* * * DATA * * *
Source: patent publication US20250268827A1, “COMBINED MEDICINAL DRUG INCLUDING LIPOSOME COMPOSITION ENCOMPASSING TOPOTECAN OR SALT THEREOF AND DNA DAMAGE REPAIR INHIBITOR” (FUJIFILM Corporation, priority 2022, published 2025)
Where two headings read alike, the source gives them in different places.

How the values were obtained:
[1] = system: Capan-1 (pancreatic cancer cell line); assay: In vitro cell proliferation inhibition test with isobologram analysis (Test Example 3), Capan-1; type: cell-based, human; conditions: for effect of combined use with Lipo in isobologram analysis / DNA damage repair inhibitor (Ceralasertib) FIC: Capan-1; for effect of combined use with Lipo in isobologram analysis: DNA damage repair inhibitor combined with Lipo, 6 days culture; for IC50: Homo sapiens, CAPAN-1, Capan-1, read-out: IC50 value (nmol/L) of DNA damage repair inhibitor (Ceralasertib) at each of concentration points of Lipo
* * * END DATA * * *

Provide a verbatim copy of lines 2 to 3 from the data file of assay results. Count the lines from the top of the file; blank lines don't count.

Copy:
Where two headings read alike, the source gives them in different places.

How the values were obtained: